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Discussion Starter · #1 ·
Not sure if this is the right area and if it is not...please move or delete my post.


Im pretty new to HDTV tv and or viewing HD...i went from a 27 Inch Magnavox that was on its last leg (NEVER had a problem with it) to a 52 Inch Sharp Aquos HDTV...I really enjoy the HD part of viewing...however, when i view 720 format or 1080I or 1080P I see NO difference between them...NONE...ZIP...


Is this 1080I or 1080P over rated? i know i wear bi-focals and they were tuned up for the new millenium....someone enlighten me...thank you....just clarify it...I love it ALLLLLLL...


Gilbert
 

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If the distance to the dispay is to far away i relation to the displays size. The improvment of going from 720P to 1080P isnt very large.


Also what title you watching also impacts.
 

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Source has some to do with it too. There is great 720p and bad 1080p.


Also, I am amazed at the people who tell me that NFL games on ESPN (compressed 720p) look better than Blu-ray and HD DVD. They like the bright colors I guess.


And finally, people here like to freeze frames and stand a coupe feet away from their 1080p sets. Then they obsess about any little motion artifact that they see.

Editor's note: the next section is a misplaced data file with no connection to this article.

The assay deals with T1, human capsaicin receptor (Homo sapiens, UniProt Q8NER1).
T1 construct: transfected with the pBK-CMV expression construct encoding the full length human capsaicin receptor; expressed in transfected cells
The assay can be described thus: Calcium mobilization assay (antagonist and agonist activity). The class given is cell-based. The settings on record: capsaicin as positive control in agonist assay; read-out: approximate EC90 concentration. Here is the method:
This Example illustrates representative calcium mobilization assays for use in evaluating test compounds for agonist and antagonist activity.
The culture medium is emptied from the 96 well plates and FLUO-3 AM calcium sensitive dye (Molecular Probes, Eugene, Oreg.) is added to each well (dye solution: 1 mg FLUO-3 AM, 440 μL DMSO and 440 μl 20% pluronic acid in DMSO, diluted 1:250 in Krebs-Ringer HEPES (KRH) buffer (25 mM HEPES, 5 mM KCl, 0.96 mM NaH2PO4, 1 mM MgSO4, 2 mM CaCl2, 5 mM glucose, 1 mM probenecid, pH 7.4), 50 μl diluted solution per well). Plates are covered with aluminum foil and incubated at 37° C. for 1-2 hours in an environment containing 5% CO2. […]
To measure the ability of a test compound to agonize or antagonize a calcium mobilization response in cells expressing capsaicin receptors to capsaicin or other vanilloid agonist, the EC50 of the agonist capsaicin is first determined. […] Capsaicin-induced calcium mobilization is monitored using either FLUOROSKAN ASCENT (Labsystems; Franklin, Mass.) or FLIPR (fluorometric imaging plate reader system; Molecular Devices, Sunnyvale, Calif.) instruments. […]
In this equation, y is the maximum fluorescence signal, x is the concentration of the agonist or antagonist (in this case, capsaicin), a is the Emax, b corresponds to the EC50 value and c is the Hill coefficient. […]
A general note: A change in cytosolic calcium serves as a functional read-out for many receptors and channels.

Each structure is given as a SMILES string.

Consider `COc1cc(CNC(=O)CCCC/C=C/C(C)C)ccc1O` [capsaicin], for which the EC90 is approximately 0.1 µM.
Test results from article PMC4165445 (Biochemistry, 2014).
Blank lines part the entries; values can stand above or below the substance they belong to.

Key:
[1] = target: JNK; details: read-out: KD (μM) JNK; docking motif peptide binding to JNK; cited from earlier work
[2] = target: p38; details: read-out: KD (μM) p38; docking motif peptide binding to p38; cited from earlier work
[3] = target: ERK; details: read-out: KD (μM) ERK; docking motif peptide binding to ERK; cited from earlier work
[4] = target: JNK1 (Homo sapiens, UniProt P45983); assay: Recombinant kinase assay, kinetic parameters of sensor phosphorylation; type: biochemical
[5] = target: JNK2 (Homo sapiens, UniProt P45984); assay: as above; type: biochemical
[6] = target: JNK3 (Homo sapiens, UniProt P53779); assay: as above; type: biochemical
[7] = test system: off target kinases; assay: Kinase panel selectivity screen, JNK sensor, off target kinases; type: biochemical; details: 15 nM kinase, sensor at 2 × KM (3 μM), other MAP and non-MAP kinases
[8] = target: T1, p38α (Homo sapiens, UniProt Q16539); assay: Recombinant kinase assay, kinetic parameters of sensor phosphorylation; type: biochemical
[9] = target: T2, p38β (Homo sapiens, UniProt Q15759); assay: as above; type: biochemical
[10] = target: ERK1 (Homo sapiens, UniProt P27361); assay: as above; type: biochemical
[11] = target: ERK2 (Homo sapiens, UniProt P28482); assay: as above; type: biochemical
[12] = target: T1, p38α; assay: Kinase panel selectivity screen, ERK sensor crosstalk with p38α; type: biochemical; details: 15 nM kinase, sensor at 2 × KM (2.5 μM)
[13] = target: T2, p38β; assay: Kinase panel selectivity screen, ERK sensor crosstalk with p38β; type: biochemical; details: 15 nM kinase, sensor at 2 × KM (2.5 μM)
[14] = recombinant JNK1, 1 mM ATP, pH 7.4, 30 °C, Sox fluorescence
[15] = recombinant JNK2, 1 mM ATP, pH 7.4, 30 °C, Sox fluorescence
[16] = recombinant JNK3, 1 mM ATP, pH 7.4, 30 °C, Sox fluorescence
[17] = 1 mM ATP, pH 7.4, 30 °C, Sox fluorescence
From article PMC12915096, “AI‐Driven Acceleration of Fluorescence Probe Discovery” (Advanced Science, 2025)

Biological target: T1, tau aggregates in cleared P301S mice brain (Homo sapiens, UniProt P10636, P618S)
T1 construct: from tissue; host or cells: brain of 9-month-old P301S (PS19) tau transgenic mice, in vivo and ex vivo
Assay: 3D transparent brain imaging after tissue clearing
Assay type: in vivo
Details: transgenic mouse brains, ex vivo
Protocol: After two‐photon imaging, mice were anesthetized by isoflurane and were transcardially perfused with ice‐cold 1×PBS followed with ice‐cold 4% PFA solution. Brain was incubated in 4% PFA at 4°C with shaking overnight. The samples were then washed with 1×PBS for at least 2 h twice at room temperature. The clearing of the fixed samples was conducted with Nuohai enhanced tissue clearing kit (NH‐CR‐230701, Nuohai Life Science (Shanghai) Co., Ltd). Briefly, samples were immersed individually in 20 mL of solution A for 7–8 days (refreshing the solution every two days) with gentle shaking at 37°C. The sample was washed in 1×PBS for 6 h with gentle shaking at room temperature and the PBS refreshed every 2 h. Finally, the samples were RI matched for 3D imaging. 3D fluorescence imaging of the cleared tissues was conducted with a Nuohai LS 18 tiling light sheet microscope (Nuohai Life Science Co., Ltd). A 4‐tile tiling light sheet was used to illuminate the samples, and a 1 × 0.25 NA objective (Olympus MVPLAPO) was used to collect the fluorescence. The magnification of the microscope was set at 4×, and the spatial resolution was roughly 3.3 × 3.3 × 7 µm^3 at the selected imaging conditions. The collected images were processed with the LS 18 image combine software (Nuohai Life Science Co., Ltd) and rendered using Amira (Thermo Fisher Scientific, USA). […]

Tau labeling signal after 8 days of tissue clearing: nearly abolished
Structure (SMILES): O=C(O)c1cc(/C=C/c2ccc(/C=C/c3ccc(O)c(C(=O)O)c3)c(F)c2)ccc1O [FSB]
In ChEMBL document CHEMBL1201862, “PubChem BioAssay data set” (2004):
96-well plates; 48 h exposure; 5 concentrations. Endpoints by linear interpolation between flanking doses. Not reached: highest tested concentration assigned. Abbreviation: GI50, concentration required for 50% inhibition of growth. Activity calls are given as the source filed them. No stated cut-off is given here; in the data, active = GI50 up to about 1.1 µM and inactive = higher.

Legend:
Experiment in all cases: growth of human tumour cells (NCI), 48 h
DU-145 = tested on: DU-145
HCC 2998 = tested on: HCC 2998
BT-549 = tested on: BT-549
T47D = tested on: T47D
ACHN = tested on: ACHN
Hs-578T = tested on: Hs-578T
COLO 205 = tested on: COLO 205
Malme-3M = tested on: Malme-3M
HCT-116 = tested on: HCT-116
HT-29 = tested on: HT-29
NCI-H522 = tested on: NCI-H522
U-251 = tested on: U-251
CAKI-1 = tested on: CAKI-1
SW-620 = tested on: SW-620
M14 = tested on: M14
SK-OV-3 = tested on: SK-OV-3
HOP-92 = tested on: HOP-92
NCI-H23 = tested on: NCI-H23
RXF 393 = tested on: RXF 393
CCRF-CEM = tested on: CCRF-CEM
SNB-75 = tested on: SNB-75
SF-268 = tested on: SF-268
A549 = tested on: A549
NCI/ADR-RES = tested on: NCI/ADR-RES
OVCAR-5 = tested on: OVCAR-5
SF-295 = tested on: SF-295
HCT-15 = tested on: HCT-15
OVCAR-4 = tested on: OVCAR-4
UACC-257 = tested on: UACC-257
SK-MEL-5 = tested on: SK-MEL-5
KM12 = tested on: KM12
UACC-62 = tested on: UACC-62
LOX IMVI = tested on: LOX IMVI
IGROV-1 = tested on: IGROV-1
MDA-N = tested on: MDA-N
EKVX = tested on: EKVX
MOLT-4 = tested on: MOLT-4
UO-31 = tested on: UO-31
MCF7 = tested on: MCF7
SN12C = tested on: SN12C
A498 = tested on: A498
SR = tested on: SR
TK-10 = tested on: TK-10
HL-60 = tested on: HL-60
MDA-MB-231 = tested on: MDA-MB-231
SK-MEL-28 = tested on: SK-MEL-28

Its a guy thing, you know "mine's bigger than yours (TV and resolution)".
 

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Quote:
Originally Posted by namrats /forum/post/14266965


a 52 Inch Sharp Aquos HDTV...I really enjoy the HD part of viewing...however, when i view 720 format or 1080I or 1080P I see NO difference between them...NONE...ZIP...

You did not state what model of Sharp was purchased. Many of these sets have 1400 or less horizontal pixel elements therefore you would probably see no difference between 1280 and 1920 sources.
 

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Quote:
Originally Posted by Everdog /forum/post/14268069


Source has some to do with it too. There is great 720p and bad 1080p.


Also, I am amazed at the people who tell me that NFL games on ESPN (compressed 720p) look better than Blu-ray and HD DVD.